Homer Summa logged over 3,300 plate appearances and posted a .302 batting average in the major leagues. The Baseball-Reference list of highest career batting averages for players with 3,000 plate appearances has him at 191st. He is a mere .0001 behind Willie Mays.1 That is select company. As one of only 16 players who have hit into an unassisted triple play, he is in an even more exclusive group. On May 31, 1927, he came to bat for the Cleveland Indians with Glenn Myatt at second and Charlie Jamieson on first. He ripped a scorching liner at Johnny Neun, Detroit’s first baseman. Neun gloved the ball, tagged Jamieson and then waved off the shortstop and ran to second to finish the play.
Homer Wayne Summa was born on November 3, 1898, to the farming family of Franklin Lester and Frances Matilda (Walker) Summa. His father was known as Lester and his mother was called Fanny. The family lived in Gentry County, Missouri. The oldest child, he was joined by brothers Walker Elwood and Franklin Lester. In the 1910 census there is no mention of his father. His mother was working as a telephone operator to support the family. A bright lad, Homer attended schools in Gentry through the 10th grade, then finished at Albany High School. He was valedictorian of the Class of 1915 and played on the basketball and track teams. He also took a turn onstage in the class play.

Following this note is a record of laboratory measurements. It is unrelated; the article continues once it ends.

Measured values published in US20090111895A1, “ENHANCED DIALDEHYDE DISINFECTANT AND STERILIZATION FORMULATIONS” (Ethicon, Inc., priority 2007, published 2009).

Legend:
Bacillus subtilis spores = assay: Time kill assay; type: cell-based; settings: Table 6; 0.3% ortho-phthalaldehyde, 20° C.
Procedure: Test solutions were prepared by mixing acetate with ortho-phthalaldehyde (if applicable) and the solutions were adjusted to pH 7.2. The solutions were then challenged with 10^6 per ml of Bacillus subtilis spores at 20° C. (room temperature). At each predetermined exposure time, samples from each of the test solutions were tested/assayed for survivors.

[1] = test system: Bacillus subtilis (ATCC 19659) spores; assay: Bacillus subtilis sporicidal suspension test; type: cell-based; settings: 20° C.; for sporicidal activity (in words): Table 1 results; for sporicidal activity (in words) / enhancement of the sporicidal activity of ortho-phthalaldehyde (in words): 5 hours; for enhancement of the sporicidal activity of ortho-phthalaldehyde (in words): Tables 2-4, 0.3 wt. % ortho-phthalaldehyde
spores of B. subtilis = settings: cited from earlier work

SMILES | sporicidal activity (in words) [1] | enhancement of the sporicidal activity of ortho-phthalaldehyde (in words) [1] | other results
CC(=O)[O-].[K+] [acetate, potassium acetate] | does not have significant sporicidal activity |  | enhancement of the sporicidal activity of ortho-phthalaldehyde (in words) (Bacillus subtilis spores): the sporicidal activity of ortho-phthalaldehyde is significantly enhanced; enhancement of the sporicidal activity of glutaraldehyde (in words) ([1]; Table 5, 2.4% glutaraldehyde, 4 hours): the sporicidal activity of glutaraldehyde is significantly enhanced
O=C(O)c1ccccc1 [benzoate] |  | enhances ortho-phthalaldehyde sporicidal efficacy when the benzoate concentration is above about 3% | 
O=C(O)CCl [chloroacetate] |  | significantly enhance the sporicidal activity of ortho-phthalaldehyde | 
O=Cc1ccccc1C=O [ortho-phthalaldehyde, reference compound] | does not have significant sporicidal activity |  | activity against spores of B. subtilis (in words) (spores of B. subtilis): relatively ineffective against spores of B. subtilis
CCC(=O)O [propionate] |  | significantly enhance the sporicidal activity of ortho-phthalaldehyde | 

Homer learned his baseball on the sandlots and became an excellent shortstop and outfielder. He played for the local amateur team under the guidance of Lee Garvin, who had been in the Texas League. The local newspaper, the Albany Ledger, made frequent mention of Summa. He played locally, but also traveled to nearby towns and even into Iowa to play on weekends. In 1917, he and a local player named Russell Gill were recommended by Garvin for Waco in the Texas League. Waco had a veteran team and an 18-year-old would have had to be super to crack the lineup. It appears that Summa was sent to the Northern League with teams in Minot, North Dakota, Winnipeg, Fargo-Moorhead and Warren, Minnesota. The league disbanded in early July.2 He returned to Albany in mid-August, six weeks after the league folded. This could indicate that like many other players Summa stayed in the north and either joined a newly formed league in North Dakota or the Duluth-Mesabi League in Minnesota.